Besides Curley's Wife, Candy,and Crooks. Who is lonely and how in Of Mice and Men?Maybe slim...?

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M.P. Ossa eNotes educator| Certified Educator

There is not enough evidence in the story that would substantiate that Slim is a lonely man. This is, if you use the word "lonely" to the same extent as it is applied to Curley's Wife, Candy, and Crooks. If you compare the four, Slim would definitely stick out as the one who is the least lonely of them all. In fact, Slim seems to have achieved a level of self-sufficiency which may be the result of a life which, in his eyes, is somewhat satisfactory.

To answer this question with more accuracy, I would bounce back to the two main characters, and focus mostly on George, and not Lennie. Why? Because Lennie, in his mind of a simpleton, knows and trusts that George will always be his companion. He makes plans that include George, feels safe with him, and has developed a bond that is strong enough for him to know that George is not going anywhere.

Yet, what about George's own needs? He does not see Lennie under the same light as Lennie sees him. George is basically dragging around life with Lennie because he is compassionate enough to help him. However, he lives in consistent anxiety and stress hoping and praying that Lennie's rough ways will not cause another accident, or another accidental death-which is worse. He worries about what Lennie says and does all the time. He knows that Lennie is a burden, but it is one that George sees himself carrying for the rest of his life. This is not exactly what he envisions for himself as a person, but it is what he has come to accept.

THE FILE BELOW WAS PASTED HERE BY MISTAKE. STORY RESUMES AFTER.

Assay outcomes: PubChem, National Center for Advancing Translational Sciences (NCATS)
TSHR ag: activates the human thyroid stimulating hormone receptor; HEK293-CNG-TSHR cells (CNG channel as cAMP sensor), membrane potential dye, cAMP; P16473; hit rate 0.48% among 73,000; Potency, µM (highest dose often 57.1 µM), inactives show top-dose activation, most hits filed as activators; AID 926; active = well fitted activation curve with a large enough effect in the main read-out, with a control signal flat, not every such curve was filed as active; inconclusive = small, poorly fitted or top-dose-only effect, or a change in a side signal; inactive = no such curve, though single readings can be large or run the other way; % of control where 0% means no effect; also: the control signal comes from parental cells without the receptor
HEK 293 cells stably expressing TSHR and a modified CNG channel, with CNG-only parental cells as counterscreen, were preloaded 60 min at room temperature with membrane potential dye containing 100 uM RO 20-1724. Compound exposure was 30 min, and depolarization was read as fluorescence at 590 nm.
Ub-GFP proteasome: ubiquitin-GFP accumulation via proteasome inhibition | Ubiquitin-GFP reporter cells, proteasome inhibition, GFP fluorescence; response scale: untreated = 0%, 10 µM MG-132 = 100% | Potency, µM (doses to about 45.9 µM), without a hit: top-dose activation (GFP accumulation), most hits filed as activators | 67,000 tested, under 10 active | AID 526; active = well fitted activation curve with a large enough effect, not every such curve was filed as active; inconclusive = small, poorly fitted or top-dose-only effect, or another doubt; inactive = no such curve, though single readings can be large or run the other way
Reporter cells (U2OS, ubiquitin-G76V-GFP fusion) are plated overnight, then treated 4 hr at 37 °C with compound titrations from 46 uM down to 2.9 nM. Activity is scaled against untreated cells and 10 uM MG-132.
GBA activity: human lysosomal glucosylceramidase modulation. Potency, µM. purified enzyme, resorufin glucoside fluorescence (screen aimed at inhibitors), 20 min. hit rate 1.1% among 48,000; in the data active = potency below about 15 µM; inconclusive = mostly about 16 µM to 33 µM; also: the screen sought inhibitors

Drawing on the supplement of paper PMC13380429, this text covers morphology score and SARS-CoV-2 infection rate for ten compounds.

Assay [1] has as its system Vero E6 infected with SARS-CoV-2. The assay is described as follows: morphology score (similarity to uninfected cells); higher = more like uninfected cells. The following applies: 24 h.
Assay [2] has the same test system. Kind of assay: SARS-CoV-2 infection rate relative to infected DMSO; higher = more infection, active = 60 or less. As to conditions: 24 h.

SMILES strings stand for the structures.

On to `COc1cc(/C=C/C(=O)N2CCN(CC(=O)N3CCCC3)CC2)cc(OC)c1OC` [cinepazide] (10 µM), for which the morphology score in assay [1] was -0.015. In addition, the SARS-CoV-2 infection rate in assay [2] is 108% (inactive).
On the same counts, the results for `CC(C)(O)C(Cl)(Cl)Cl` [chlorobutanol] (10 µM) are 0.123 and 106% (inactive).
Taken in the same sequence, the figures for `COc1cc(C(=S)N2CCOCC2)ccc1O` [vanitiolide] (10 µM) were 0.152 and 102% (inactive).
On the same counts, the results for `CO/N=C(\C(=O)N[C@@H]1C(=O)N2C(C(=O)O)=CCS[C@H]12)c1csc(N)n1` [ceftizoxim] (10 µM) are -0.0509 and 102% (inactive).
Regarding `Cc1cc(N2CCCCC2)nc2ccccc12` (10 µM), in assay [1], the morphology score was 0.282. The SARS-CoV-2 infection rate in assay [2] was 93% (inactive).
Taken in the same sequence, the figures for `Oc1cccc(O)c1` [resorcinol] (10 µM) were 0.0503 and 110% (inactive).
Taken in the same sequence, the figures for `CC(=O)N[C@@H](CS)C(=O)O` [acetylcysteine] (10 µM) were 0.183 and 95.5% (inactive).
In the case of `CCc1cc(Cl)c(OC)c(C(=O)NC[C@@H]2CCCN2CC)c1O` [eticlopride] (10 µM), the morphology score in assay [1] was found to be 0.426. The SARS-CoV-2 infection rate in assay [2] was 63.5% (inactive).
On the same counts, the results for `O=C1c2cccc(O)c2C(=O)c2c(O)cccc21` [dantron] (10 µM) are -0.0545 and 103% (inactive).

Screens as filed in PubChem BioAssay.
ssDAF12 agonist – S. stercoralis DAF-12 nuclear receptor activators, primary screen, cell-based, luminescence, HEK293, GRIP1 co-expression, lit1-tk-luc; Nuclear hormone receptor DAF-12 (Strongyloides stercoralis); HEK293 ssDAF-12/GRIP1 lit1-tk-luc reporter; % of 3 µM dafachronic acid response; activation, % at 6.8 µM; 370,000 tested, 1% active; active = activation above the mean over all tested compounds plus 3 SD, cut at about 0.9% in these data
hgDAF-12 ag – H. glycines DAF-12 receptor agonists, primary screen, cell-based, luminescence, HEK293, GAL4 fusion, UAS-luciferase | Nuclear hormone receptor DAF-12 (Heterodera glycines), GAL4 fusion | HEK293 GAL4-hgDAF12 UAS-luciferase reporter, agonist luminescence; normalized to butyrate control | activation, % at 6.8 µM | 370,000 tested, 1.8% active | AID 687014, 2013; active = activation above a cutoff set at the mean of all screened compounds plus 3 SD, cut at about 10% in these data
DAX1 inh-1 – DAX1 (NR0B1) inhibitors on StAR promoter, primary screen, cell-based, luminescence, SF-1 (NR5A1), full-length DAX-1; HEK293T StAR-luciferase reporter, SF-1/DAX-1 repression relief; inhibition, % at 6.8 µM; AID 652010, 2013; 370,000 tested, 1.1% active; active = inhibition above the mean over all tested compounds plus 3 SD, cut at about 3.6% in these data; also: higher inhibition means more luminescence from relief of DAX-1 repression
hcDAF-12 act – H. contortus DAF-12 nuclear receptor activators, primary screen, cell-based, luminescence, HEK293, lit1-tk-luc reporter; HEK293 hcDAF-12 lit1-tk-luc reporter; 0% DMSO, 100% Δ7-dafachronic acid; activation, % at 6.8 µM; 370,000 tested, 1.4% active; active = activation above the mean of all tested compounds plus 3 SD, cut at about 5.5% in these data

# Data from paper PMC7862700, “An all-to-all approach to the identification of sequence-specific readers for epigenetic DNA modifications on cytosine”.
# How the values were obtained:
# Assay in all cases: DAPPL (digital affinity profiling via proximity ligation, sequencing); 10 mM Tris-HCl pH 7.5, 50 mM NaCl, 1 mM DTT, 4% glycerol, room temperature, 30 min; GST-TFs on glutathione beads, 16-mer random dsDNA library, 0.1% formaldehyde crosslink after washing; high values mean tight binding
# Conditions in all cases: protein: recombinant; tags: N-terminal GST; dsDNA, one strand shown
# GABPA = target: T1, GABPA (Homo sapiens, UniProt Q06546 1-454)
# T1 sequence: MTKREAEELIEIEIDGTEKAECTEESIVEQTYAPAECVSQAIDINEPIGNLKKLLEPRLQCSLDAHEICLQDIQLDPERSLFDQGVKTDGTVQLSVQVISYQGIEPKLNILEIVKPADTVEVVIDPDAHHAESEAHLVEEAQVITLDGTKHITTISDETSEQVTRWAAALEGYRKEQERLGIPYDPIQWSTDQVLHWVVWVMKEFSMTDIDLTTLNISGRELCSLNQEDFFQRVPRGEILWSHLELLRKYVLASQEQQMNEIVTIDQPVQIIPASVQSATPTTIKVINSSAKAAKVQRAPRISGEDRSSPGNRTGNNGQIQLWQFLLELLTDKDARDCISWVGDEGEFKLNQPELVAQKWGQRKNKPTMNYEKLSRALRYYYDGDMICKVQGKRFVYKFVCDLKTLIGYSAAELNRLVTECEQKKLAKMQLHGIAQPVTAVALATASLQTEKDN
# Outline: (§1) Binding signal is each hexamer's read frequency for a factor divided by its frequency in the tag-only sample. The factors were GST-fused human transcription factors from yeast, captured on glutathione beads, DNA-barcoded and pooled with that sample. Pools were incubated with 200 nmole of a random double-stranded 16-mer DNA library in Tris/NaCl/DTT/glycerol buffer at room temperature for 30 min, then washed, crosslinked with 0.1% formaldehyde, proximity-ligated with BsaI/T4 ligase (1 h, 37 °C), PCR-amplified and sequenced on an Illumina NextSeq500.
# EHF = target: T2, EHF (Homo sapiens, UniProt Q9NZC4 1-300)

Therefore, George is the loneliest of them all. He does not fit in with the ranch hands as well as the others fit in with each other, he has to live with the burden that is Lennie, and he has to look out for himself because he has nobody else.

In the end, when Lennie accidentally kills Curley's wife, George did the ultimate act of mercy by shooting Lennie in order to spare him a slow death in the hands of a vengeful lynch mob. When Lennie dies, we can feel deeply how lonely George truly is in this world, and we can also realize how lonely he has always been.